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A New and Fair Way of Doing Justice in the Justice System

Posted 4/7/2022

Interpreters are usually a quiet lot. They are professionals and take their work very seriously. However, there was no mechanism to make sure that they had fair and reasonable working conditions. MAG called all the shots and imposed a one-sided set of rules, contained in the so called “Court Interpreter Handbook”. Over the years, our wages were frozen but many rules actually tried to reduce them indirectly. For example, cancellations were sometimes reduced from 6 hours to 3 hours. We had no say and no choice except to accept everything MAG wanted to implement. We worked at $30 an hour when the minimum wage was around 10.25 dollars an hour[1]. We still worked at 30 dollars an hour when the minimum wage was approaching 15 dollars an hour.


Nobody did anything to solve our problems at the Ministry level. Change had to come from us. If we did not take action, we would still be working at the eleven year old rate until the minimum wage became at par with us. It has been nothing but exploitation and utter disregard of our dignity and professionalism.


This one-sided affair kept on going until a new organization showed up on the horizon. PCIO – Professional Court Interpreters of Ontario was created towards the end of 2021. The purpose was to make the working conditions of all interpreters fairer including the hourly rate. We decided that we would not work for less than 60 dollars per hour given the challenges and the high standards required by the job, as well as to reflect court interpreters’ compensation in other Canadian provinces, and the new realities of market conditions.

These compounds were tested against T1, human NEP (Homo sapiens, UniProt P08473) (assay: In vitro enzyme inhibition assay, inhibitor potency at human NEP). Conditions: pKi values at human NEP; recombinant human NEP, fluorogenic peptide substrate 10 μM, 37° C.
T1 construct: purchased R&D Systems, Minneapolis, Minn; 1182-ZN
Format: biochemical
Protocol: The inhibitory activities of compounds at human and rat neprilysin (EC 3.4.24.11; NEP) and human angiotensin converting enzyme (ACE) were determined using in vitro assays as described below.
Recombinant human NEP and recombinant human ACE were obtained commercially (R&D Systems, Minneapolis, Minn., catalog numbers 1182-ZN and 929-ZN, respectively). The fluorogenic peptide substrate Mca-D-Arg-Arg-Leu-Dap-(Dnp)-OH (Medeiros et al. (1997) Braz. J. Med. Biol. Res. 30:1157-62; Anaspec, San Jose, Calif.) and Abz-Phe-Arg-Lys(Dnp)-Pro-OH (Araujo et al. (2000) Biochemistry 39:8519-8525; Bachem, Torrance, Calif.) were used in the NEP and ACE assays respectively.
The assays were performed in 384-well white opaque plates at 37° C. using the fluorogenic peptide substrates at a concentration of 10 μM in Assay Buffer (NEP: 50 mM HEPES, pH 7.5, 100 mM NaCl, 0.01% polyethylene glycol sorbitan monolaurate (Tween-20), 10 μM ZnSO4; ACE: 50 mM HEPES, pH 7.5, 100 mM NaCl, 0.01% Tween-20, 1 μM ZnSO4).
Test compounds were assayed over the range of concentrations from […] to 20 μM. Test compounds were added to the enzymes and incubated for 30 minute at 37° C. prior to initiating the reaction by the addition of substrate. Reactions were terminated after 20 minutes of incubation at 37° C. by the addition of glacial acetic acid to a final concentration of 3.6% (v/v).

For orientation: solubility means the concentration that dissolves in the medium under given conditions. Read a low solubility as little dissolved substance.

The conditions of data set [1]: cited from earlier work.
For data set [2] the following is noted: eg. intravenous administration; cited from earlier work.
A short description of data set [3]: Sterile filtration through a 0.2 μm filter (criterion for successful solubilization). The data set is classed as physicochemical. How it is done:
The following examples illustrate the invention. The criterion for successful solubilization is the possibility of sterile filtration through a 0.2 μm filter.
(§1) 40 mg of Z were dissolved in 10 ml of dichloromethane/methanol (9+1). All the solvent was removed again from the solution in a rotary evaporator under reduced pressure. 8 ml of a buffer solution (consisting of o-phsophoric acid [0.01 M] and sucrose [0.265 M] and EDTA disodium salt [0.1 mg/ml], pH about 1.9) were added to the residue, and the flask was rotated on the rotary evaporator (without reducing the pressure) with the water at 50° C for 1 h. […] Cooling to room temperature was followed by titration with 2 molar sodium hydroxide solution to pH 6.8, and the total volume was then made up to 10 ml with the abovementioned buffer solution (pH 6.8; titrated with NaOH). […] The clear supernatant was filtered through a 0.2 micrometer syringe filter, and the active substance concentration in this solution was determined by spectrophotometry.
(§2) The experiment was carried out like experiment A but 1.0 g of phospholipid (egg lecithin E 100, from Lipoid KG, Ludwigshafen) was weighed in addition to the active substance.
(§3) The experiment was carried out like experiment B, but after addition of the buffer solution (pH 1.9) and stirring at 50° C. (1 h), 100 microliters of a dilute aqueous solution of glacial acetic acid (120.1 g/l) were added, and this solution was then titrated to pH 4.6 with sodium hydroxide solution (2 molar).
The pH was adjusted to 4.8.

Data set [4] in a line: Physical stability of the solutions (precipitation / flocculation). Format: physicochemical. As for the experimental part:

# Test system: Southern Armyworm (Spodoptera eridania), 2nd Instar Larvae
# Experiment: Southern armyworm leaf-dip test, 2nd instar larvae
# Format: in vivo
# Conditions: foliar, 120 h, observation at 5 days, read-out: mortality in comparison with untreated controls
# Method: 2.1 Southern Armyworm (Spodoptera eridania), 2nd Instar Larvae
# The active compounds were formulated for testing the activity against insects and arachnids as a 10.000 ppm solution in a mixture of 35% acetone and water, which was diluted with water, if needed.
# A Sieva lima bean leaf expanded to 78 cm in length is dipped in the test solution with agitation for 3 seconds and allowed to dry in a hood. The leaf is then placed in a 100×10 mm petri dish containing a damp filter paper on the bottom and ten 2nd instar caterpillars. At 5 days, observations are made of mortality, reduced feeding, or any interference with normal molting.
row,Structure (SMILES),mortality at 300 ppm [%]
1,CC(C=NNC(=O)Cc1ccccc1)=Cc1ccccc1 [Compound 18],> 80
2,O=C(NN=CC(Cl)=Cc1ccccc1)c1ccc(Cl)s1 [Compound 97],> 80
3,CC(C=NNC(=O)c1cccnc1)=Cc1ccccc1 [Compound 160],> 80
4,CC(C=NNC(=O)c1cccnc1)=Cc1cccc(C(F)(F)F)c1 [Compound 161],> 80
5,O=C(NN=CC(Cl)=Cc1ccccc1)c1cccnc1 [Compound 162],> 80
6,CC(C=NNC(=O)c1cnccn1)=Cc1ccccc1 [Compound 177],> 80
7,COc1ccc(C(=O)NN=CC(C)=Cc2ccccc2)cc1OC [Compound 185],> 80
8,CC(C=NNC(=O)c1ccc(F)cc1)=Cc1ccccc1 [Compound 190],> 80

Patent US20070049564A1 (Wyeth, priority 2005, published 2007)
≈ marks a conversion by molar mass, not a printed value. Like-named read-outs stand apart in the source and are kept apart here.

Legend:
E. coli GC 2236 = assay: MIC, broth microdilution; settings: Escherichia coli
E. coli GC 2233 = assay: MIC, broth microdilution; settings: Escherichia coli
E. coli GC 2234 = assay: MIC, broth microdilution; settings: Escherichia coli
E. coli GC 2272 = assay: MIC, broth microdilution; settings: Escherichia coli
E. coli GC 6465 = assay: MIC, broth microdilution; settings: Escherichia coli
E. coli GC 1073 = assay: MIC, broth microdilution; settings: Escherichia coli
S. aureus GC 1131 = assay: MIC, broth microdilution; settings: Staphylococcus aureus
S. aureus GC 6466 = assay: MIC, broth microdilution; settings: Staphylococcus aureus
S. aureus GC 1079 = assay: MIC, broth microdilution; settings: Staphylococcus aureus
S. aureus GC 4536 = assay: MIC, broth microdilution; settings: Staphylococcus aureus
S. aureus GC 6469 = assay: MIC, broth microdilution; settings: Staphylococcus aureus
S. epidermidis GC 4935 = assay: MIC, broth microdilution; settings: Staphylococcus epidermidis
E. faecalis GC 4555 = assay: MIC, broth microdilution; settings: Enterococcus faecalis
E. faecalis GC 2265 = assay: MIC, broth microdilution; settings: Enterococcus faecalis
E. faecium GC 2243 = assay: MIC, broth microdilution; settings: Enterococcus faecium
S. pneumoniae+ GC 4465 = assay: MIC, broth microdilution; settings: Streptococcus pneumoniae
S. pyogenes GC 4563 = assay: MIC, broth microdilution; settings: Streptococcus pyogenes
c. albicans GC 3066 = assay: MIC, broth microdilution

As soon as we decided to take action, a good number of interpreters decided to follow our general pattern of action.

Starting on January 1st 2022, we have been asking for the new PCIO rate and also Terms and Conditions. Most courts got their managers to approve the new rate. However, some courts still do not approve the Terms and Conditions despite approving the new rate.


MAG has sent us two memos this year, saying that they are observing the situation and they promise a policy review that would achieve “long-term objectives” in the next few weeks. The problem with this approach is that it looks like that they are still thinking of imposing a unilateral system on us. They should involve us in the decision-making process so that everything is fair and mutually acceptable. This would motivate us to do the best we can to keep the justice system running efficiently. In the long run a happy work place is the most productive work place.


Not involving us in the decision-making process is tantamount to treating us as migrant labour. MAG is responsible for the administration of justice in the province of Ontario of which we are a vital part. Being unfair to us is a contradiction in the purpose of MAG “protecting the public by delivering a wide range of legal services”[2].


We urge MAG to involve us in the decision-making process. This is the only way to prevent the rate of attrition and preserve the professionalism of court interpreting.


By: PCIO – Professional Court Interpreters of Ontario

File: 2022-1